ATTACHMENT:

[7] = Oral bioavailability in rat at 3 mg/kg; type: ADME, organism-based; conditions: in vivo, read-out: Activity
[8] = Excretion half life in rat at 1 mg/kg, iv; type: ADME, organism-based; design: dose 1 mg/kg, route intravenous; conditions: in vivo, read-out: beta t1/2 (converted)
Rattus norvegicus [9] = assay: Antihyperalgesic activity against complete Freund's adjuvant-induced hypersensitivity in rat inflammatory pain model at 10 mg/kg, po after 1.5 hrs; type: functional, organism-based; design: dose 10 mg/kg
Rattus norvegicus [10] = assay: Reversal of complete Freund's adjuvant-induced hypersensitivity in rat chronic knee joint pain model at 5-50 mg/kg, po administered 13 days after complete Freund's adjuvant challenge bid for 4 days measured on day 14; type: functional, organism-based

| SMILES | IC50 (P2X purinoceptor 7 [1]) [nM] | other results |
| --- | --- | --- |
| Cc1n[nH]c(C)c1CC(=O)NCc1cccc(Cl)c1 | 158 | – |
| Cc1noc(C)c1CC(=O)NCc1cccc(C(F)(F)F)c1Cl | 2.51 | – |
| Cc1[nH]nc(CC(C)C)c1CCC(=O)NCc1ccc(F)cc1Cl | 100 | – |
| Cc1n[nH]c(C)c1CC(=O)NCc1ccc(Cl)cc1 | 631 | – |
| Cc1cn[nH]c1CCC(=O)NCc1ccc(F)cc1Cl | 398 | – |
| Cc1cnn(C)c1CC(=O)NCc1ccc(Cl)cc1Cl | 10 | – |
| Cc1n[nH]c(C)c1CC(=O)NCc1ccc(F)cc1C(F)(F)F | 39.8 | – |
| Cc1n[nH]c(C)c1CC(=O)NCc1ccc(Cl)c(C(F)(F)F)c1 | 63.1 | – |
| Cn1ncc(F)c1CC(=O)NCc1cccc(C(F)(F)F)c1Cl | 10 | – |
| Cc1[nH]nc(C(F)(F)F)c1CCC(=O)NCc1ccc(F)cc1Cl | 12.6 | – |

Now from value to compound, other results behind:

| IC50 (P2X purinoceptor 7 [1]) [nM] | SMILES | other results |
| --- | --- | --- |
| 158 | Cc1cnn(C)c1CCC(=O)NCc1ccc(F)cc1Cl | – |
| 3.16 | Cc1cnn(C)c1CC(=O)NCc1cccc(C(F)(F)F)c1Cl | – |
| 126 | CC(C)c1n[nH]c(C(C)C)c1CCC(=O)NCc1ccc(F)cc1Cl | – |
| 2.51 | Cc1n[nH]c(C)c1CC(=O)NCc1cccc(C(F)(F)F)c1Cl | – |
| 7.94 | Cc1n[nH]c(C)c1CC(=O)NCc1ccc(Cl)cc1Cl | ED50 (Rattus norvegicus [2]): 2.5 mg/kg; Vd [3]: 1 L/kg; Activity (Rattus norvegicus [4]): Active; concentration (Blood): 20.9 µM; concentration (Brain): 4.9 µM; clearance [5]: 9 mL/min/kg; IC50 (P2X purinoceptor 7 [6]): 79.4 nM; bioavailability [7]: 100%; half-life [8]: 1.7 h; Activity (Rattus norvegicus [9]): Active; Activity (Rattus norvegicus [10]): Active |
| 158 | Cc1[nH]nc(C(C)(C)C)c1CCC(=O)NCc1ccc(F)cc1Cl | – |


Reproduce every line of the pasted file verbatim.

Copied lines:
[7] = Oral bioavailability in rat at 3 mg/kg; type: ADME, organism-based; conditions: in vivo, read-out: Activity
[8] = Excretion half life in rat at 1 mg/kg, iv; type: ADME, organism-based; design: dose 1 mg/kg, route intravenous; conditions: in vivo, read-out: beta t1/2 (converted)
Rattus norvegicus [9] = assay: Antihyperalgesic activity against complete Freund's adjuvant-induced hypersensitivity in rat inflammatory pain model at 10 mg/kg, po after 1.5 hrs; type: functional, organism-based; design: dose 10 mg/kg
Rattus norvegicus [10] = assay: Reversal of complete Freund's adjuvant-induced hypersensitivity in rat chronic knee joint pain model at 5-50 mg/kg, po administered 13 days after complete Freund's adjuvant challenge bid for 4 days measured on day 14; type: functional, organism-based

| SMILES | IC50 (P2X purinoceptor 7 [1]) [nM] | other results |
| --- | --- | --- |
| Cc1n[nH]c(C)c1CC(=O)NCc1cccc(Cl)c1 | 158 | – |
| Cc1noc(C)c1CC(=O)NCc1cccc(C(F)(F)F)c1Cl | 2.51 | – |
| Cc1[nH]nc(CC(C)C)c1CCC(=O)NCc1ccc(F)cc1Cl | 100 | – |
| Cc1n[nH]c(C)c1CC(=O)NCc1ccc(Cl)cc1 | 631 | – |
| Cc1cn[nH]c1CCC(=O)NCc1ccc(F)cc1Cl | 398 | – |
| Cc1cnn(C)c1CC(=O)NCc1ccc(Cl)cc1Cl | 10 | – |
| Cc1n[nH]c(C)c1CC(=O)NCc1ccc(F)cc1C(F)(F)F | 39.8 | – |
| Cc1n[nH]c(C)c1CC(=O)NCc1ccc(Cl)c(C(F)(F)F)c1 | 63.1 | – |
| Cn1ncc(F)c1CC(=O)NCc1cccc(C(F)(F)F)c1Cl | 10 | – |
| Cc1[nH]nc(C(F)(F)F)c1CCC(=O)NCc1ccc(F)cc1Cl | 12.6 | – |

Now from value to compound, other results behind:

| IC50 (P2X purinoceptor 7 [1]) [nM] | SMILES | other results |
| --- | --- | --- |
| 158 | Cc1cnn(C)c1CCC(=O)NCc1ccc(F)cc1Cl | – |
| 3.16 | Cc1cnn(C)c1CC(=O)NCc1cccc(C(F)(F)F)c1Cl | – |
| 126 | CC(C)c1n[nH]c(C(C)C)c1CCC(=O)NCc1ccc(F)cc1Cl | – |
| 2.51 | Cc1n[nH]c(C)c1CC(=O)NCc1cccc(C(F)(F)F)c1Cl | – |
| 7.94 | Cc1n[nH]c(C)c1CC(=O)NCc1ccc(Cl)cc1Cl | ED50 (Rattus norvegicus [2]): 2.5 mg/kg; Vd [3]: 1 L/kg; Activity (Rattus norvegicus [4]): Active; concentration (Blood): 20.9 µM; concentration (Brain): 4.9 µM; clearance [5]: 9 mL/min/kg; IC50 (P2X purinoceptor 7 [6]): 79.4 nM; bioavailability [7]: 100%; half-life [8]: 1.7 h; Activity (Rattus norvegicus [9]): Active; Activity (Rattus norvegicus [10]): Active |
| 158 | Cc1[nH]nc(C(C)(C)C)c1CCC(=O)NCc1ccc(F)cc1Cl | – |